Even if I tried hard as I might, I couldn’t help but allow my feelings for her to ask.

“What do you mean? Are you all right? Oh, I’m sorry. None of my goddamn business.”

“No, no. It’s okay. A lump here and a bump there and if they cut ‘em out and start the chemo in time, which I hope they did, you get most of you your health and hair back. Only neither of them as shiny as they were before.”

“Jesus, Alison, I’m sorry. Are you doing okay now?”

“That’s kind of what I wanted to talk to you about. I’m looking to leave a legacy for when I go, whenever it is I go. Something that my kids and whoever else wants to can read and learn about life and the roads some of us have taken, I’ve taken, to all ultimately get to the same place,” she said as she rolled the coffee cup between her hands as if trying to warm them.

“And you want me to…”

“Write it? Yeah, if you wouldn’t mind. I’ve started it but it just sounds like whining to a damn therapist. Clinical, accusatory and bitchy. And you’ve always had that way with words. So, maybe, I thought I could ask if you’d…”

“Edit it? Or ghost it for you? Aw, I don’t know. I’ve never done any memoir or biography or anything close to that, except for obits I wrote in my early days,” I said.

“I’ll bet you were really good at them, too,” Alison said, as I saw her eyes brightening for the first time tonight. Or was it in twenty years?

I was, but this was not the assignment I ever wanted either. I knew this was going to be the ultimate obituary for someone I once cared for. And she knew it.

“Let’s slow down a minute and talk about this, Alison.”

“I don’t know if I have a minute, Jason. I get the latest test results back Friday.”

“So what are you telling me? You believe your cancer’s back and you have a short time to live?” I said, leaning forward and tilting the table her way with a bump.

“Basically, yes. I know how my body works, how it feels. And I know it doesn’t feel, oh…let’s say doesn’t feel right.” she said.

“Jesus Christ. Sure. You know I’d do most anything if you asked me to help. Do you want me to come to your place, wherever that is, or what?” I said, my voice getting a little louder than it probably should. Even in a semi-crowded Starbucks.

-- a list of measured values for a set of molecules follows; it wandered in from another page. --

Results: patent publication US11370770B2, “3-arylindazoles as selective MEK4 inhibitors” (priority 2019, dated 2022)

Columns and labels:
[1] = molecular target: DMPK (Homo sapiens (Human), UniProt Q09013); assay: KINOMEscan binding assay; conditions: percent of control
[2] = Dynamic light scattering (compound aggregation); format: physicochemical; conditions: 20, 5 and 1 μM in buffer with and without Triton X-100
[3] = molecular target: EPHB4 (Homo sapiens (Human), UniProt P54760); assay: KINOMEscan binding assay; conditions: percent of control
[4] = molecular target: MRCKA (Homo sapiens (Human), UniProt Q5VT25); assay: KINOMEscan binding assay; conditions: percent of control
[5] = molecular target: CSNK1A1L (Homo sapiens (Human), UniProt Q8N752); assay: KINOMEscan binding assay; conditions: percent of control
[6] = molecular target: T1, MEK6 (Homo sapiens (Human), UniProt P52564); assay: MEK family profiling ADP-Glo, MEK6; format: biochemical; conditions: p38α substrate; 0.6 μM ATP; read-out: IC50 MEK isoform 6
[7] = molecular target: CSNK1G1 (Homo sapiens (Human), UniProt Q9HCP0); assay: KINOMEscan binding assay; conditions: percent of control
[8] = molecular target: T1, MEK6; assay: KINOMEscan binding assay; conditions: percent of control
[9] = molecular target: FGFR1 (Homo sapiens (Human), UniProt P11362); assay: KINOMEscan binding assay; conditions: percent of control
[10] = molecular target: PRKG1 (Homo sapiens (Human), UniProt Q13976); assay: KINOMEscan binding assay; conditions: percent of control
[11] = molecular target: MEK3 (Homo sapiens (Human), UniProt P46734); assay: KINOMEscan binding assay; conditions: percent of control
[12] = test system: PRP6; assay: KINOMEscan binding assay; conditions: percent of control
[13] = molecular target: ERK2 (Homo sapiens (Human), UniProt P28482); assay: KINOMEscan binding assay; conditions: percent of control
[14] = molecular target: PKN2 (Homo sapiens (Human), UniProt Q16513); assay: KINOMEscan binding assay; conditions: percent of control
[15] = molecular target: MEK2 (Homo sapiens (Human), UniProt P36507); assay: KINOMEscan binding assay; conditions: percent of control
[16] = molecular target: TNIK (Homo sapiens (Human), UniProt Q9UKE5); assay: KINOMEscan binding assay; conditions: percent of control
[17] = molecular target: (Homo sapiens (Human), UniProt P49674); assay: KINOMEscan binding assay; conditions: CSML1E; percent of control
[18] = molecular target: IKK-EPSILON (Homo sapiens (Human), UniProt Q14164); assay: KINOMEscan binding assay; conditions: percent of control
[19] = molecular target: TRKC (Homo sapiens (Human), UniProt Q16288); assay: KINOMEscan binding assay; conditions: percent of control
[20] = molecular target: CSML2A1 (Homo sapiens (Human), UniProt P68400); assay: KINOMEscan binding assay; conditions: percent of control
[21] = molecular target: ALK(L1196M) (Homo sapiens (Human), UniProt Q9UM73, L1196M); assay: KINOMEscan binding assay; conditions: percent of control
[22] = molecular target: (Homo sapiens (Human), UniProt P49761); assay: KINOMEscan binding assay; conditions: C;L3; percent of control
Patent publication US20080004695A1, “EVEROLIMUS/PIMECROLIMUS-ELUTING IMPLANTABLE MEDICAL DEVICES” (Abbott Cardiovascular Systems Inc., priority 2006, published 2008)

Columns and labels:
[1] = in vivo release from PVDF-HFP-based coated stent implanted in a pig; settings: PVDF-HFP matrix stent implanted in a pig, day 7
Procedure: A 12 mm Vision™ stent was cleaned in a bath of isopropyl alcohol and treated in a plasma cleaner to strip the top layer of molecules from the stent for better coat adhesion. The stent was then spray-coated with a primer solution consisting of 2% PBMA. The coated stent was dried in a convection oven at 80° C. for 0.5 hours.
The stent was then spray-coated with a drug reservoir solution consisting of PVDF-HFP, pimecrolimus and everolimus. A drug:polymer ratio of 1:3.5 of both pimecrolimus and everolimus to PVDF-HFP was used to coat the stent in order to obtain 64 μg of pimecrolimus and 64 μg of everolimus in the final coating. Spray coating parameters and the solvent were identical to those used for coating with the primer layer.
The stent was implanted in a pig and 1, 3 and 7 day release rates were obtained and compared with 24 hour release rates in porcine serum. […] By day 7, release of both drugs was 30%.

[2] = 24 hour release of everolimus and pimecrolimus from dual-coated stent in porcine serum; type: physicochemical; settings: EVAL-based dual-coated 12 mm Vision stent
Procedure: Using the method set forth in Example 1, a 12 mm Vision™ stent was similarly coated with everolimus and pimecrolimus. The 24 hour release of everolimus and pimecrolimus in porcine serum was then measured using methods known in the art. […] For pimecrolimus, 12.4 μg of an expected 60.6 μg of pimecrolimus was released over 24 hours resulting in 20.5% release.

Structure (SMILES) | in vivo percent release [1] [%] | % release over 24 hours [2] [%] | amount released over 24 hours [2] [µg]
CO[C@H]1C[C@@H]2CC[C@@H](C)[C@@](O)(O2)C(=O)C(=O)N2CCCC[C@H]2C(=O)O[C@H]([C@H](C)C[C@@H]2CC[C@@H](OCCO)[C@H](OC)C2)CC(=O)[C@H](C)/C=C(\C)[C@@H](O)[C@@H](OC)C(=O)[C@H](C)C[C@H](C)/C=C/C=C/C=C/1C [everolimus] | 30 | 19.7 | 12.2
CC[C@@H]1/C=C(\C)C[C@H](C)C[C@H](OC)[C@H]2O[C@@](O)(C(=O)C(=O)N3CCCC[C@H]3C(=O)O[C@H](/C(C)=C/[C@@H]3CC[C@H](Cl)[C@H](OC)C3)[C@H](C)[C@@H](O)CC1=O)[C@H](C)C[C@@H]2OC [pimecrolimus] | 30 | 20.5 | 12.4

“No! I don’t want you coming over to my place. And I’d appreciate it if you didn’t call, either. Here,” she said, and pulled two USB drives from her bag, as well as some pages ripped out of a spiral bound notebook. She pushed the pile across the table to me.

“Pretty confident in yourself, I see. You figured I’d never say no, even after all those times you used me as you sounding board, your chew toy, the target for your anger at everyone else,” I said, because it had to be said.

“No. I was hoping, because hope’s all I might have left. And because I trust you. You never told anyone about any of the things I told you, even though we’d have those blowups. Now I want you to,” she said.

That was true. Even after she’d scalded me so many times, knocked me down like one of those blowup clowns with the sand weighing their bottoms. I’d pop back up when she’d call. I had the sleepless nights, the wrinkles, the choked-down guilt and anger to prove it.

She admitted to being a cheat long ago. But I’d come to realize she was a recidivist thief, too. Time and again, she stole my heart. But what else should I expect, always leaving it hanging out there for her like that? My question I always had been why she insisted on giving it back to me only to steal it again, each time returning it more busted than the last. I guess she was a vandal, too. And I was her abettor.

“Okay, I’ll do my best,” I said. And now I was aiding as well as abetting.

“Thank you, Jason. Thank you, my friend, my dear Jason,” Alison said, all the brightness leaving her eyes as she reached her once-soft hand across the table and touched my cheek. Even after rolling her cup, her hand felt so cold. And then she was gone.

I began listening to her recordings that night. A lot of the stories she’d told me or intimated years ago. Nothing about her shocked me anymore. I made some notes and went to bed but didn’t sleep very well. Not for the two weeks thereafter, as I worked on Alison’s memoir.

One night, as I was typing away, the phone rang and it was Alison’s number on the screen.

“Allie! I’m glad you called. I’ve been working away here and have a few…”

“Hi. Jason? This is Gregory, Alison’s son. Mom died this afternoon. Pancreatic cancer. She went fast and in the end we were all there and there was no pain. She just drifted away.”

“Oh, my God! No. This… I… I’m so sorry, Greg. I just have no words,” I choked out.

“Thank you. One of the last things she said while she was still with it was to make sure I called you when she was gone and say thank you for all you’ve done for her and what you’re doing now. Whatever that is,” Greg said, a little puzzlement in his voice.

“Just a little project she asked me to handle for her. I guess maybe she won’t need it now,” I said, mostly to myself. I really didn’t know what to do with her story now.

“There’s one more thing,” Greg said.

“Yeah?”

“She wanted me to tell you she loved you.”

“Oh…”

The next day I handed Greg the most beautiful obit I’d ever written. I left out the hurt, but left in the true. And I cried for three days and for three months and now  three years since then.

Each time I listen her voice again.